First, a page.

Sir Robert was born on August 17 1837 [date contradictory to the Cairneyhill Church Registers] at Dunfermline, Fife, Scotland. In early manhood he went to Dublin, Ireland, and entered on a commercial career at Kingstown, Dublin. After being appointed Magistrate for the County of Dublin, and chairman of the Kingstown Commissioners for a number of years, Sir Robert finally received the honor of Knighthood in 1887. In 1890 he sold out his commercial interests and retired from business, and in 1894 settled with his family in Honolulu.

During his residence in Ireland Sir Robert was a prominent member of the Masonic Order, and frequently visited the local lodges in Honolulu. He was twice married. His first wife died in 1883 leaving him a son Robert, who died in 1887. His second wife, Anna Danford, survives him. Besides the widow, Lady Herron, he leaves a sister, Mrs McIntyre, residing in Scotland; his relatives in Honolulu are Mr and Mrs Danford, Rev V H and Mrs [illegible], Judge W L and Mrs Stanley, Mr Wm Danford and the Misses Alys and Ana Danford. The funeral service will be held from St Andrew’s Cathedral at 3 o’clock this afternoon, the interment taking place in Nuuanu cemetery.

Sir Robert Herron was a fine type of the Christian gentleman. he was a tall, strong, handsome man, dignified yet genial, always graceful, one whom it was a pleasure and a privilege top known. He became well-known in Hawaii and was exceedingly well-liked. He had full success in a business career, was well to the fore in politics in his own country and was considered a man of distinction. He was a favourite with many of the noted personages of Great Britain and was known as one of unbounded hospitality.’

Robert Herron’s parents and siblings are buried in Cairneyhill graveyard:

Thomas Blair, Solicitor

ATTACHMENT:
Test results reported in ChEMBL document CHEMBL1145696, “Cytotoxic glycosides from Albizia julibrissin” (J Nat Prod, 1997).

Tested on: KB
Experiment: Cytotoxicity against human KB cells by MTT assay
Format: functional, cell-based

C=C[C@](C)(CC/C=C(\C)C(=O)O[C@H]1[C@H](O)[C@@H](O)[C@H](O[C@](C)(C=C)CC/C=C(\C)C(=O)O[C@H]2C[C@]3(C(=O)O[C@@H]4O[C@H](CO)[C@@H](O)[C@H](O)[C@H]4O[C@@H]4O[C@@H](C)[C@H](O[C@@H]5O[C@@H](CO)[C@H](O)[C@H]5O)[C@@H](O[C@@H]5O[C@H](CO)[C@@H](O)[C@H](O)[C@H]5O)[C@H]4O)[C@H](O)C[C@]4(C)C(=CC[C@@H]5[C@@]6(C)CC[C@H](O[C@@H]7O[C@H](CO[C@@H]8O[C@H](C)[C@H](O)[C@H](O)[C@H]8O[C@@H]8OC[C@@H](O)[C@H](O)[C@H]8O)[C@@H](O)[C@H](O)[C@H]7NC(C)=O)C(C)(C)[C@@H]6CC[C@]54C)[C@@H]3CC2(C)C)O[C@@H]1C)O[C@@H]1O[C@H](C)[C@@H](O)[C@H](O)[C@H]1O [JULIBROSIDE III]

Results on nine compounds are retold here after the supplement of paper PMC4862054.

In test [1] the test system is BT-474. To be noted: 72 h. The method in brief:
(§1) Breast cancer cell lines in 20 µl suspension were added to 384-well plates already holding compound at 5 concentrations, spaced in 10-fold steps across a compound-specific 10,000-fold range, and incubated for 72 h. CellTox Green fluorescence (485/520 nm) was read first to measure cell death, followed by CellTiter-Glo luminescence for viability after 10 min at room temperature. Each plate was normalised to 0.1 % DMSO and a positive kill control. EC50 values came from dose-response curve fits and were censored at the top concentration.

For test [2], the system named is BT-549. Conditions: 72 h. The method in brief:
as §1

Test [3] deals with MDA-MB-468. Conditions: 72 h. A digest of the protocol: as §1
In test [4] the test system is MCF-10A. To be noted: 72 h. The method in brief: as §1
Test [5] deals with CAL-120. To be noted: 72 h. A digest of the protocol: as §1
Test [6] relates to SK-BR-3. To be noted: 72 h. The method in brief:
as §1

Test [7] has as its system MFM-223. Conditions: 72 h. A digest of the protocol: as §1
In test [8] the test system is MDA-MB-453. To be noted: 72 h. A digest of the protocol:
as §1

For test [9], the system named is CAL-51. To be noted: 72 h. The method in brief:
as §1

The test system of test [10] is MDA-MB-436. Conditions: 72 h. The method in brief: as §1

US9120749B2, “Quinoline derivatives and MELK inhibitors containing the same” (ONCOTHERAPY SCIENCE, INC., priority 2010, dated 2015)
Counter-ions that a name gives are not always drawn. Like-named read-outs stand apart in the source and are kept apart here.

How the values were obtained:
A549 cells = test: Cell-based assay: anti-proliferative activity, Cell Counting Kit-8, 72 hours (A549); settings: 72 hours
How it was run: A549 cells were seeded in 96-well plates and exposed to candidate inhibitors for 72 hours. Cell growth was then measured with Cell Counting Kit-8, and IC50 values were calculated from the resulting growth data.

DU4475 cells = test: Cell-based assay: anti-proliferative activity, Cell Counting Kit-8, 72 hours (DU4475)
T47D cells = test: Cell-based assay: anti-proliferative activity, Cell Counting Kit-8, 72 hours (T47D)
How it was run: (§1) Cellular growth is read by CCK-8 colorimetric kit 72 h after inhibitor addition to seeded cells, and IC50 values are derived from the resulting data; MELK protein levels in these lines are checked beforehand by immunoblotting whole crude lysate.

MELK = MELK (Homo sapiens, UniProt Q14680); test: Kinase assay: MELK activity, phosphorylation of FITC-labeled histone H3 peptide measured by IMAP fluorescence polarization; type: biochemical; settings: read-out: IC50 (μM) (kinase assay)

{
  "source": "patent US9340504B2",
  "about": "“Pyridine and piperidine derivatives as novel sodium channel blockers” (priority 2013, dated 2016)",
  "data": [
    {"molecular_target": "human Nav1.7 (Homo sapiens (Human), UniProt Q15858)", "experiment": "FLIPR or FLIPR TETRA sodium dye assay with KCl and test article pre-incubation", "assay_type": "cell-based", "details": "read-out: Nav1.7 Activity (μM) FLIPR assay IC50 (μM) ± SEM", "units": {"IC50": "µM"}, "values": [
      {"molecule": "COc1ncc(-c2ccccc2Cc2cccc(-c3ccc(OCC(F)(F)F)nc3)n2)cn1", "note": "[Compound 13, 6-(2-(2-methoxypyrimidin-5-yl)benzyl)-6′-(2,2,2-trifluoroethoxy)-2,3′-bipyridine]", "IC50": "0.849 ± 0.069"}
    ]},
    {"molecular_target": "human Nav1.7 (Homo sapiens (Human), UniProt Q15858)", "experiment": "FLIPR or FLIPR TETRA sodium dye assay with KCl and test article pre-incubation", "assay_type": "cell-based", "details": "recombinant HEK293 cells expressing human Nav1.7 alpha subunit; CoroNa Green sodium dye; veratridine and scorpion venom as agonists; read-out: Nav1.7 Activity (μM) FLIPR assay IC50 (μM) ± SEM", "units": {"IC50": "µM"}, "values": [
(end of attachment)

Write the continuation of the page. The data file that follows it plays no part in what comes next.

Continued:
[Edinburgh Evening News 15 May 1897]

When the solicitors’ firm of Thomas Blair & son closed in Dunfermline in 2016, it was reported as one of the oldest Fife firms in existence, having started in 1840.

The firm was started by a Cairneyhill man, Thomas Blair (pictured above) born in 1822 in Cairneyhill to Andrew Blair and Isabella Wilson.

The report of Thomas’ death tells a lot about his career and interests:

Death of an ex-Baillie – Dundee Courier 13 May 1897

‘Mr Thomas Blair, solicitor, died yesterday morning at his residence in Viewfield Place. The deceased, who was a native of the neighbouring village of Cairneyhill, was a well-known public man, having been a member of the Dunfermline Town Council for the long period of twenty-five years. For a considerable part of that time Mr Blair was a burgh treasurer and after a magistrate. The deceased, who was seventy-four years of age, leaves a widow and family.’

Thomas Blair is buried with his family in Cairneyhill graveyard:

Church ministers

This week I am going to outline the various ministers who have been Cairneyhill ministers since the church was built in 1752.

(There will be a post in the future outlining the changing theological points of view at Cairneyhill in line with changing theological points of view in Scotland over the centuries).

Reverend James Burt

The 1st minister was James Burt. Reverend Burt was originally from Leslie and was ordained at Cairneyhill on 5 April 1755. The church members who ‘called’ Reverend Burt numbered 62 men and 6 female head of families.

In 1781 there were 143 Church members in the parish.

Reverend Burt died in Dunfermline in 1792 and is buried in Cairneyhill graveyard.

Reverend Thomas Blair

The 2nd minister was Thomas Blair from Kilmarnock who was ordained at Cairneyhill on 13 September 1791. Thomas Blair was called by 77 male members and 16 male adherents (ie those who were not formal members).

Unfortunately it was discovered that Reverend Blair was unsuitable due to his issues with alcohol and he was let go on 14 May 1813.